In this visual essay style documentary, intimate audio of journalist Michael Azerrad's interviews with Kurt Cobain is played over more recently photographed footage of Cobain's Washington state homes and haunts.
"Nirvana headlining at Reading in 1992 was something you had to see, and if you didn't see it then it was something you pretended you saw." --Kerrang (October 2003) "The staggering energy ... See full summary »
The week before Kurt Cobain was found dead from a single gunshot, he went missing. His whereabouts for that week has remained a mystery until now. But for the first time, the story of what ... See full summary »
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An intimate and moving meditation on the late musician and artist Kurt Cobain, based on more than 25 hours of previously unheard audiotaped interviews conducted with Cobain by noted music journalist Michael Azerrad for his book "Come As You Are: The Story of Nirvana." In the film, Kurt Cobain recounts his own life - from his childhood and adolescence to his days of musical discovery and later dealings with explosive fame - and offers often piercing insights into his life, music, and times. The conversations heard in the film have never before been made public and they reveal a highly personal portrait of an artist much discussed but not particularly well understood. Written by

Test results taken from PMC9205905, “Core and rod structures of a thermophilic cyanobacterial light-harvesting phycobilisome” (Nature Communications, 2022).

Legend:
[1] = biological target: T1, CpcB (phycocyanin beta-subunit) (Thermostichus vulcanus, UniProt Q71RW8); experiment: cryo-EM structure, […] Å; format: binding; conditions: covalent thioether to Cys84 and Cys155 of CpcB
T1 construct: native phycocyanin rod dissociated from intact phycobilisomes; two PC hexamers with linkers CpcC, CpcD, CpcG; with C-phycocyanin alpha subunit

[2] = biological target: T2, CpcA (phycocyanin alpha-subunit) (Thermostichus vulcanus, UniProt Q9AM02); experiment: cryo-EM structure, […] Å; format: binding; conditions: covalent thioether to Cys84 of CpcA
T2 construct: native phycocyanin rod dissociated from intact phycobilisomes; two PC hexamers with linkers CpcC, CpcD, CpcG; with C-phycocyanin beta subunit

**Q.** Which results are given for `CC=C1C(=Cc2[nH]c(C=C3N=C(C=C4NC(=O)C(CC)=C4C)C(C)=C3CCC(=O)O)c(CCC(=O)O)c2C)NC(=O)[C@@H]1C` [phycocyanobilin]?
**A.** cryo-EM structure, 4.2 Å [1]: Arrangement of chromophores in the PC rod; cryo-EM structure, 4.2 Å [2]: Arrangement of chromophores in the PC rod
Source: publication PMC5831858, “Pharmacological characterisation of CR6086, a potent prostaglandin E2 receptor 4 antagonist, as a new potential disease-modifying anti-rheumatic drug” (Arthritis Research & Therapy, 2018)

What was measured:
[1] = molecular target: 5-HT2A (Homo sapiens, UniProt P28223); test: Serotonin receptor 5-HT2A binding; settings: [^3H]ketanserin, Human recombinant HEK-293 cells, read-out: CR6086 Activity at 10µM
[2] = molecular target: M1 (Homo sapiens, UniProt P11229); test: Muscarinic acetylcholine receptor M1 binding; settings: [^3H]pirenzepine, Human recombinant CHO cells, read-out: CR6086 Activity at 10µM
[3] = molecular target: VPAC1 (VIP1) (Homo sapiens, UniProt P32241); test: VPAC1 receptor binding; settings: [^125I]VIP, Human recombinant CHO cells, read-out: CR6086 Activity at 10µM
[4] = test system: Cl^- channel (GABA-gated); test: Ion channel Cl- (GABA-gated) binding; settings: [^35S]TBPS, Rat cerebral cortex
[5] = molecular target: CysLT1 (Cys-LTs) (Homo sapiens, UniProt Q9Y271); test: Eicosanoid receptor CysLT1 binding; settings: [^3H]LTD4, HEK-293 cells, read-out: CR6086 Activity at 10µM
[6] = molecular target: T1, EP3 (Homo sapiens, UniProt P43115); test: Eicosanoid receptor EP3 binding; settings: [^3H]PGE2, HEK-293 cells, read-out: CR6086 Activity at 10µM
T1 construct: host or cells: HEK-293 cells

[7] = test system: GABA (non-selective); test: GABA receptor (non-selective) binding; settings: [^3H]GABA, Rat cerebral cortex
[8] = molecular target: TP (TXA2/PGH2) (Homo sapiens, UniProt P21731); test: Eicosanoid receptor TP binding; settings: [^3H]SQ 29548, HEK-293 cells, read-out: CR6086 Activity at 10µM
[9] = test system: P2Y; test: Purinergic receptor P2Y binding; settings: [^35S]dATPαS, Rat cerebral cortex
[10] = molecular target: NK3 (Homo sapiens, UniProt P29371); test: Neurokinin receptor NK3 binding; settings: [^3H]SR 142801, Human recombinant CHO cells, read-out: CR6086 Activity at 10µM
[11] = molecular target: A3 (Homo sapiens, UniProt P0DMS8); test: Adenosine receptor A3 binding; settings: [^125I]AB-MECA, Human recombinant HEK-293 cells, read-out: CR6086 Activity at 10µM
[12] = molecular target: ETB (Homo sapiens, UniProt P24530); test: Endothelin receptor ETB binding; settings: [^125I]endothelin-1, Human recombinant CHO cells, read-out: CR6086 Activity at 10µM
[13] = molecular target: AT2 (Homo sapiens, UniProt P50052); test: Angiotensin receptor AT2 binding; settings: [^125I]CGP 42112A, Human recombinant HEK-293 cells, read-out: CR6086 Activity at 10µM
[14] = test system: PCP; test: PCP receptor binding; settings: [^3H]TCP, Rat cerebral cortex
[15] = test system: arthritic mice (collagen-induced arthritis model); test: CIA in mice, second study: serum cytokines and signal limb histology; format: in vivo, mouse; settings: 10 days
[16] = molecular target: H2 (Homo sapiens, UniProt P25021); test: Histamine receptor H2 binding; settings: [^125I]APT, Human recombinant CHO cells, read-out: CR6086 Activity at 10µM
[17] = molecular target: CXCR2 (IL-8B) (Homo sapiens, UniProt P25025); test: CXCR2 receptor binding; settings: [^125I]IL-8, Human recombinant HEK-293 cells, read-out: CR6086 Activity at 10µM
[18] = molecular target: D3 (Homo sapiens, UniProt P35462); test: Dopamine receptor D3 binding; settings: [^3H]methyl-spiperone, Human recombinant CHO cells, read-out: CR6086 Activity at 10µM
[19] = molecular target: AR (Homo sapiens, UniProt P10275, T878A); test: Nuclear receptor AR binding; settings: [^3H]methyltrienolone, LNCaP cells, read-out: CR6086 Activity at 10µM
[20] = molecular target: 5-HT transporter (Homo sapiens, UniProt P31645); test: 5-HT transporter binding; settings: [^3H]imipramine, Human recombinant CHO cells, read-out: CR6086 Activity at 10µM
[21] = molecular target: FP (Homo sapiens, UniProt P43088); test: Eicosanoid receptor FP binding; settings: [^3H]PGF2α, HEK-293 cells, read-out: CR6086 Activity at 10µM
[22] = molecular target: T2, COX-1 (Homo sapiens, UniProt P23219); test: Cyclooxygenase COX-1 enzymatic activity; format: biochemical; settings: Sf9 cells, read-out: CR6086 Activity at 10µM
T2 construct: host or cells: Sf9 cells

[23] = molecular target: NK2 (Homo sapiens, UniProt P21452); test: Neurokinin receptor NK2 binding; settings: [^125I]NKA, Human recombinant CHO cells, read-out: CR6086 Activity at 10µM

Roughly eighty minutes into the film, Nirvana biographer and co-producer Michael Azerrad appears for a few seconds looking at the camera. See more »
I never intended to have some kind of a mystery about us, it's just that i didn't have anything to say in the beginning and now that it's gone on long enough that there's actually a story in a way, but still i think every night that you leave i think, god my life is so fucking boring, compared to so many people i know, we don't deserve to have a book written about us.
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A quiet, slow, but haunting meditation on the late rock hero may be an acquired taste for pre-existing fans, but ultimately ends up being a haunting character study regardless. Why this documentary really sticks out is in it's approach. Guided merely by audio clips of one of Cobain's last, and most in-depth interviews, the director shows long and lingering images of his surroundings while we listen to the troubled, quite misperceived star vent his frustrations with celebrity and recall his modest upbringings.
While slightly overlong with silent pauses in between statements, About A Boy is unique, intimate, and ultimately extremely satisfying in distilling some of the myths surrounding this icon and helping to re-humanize him again by giving us the visual counterparts to Cobain's world, without the hype.
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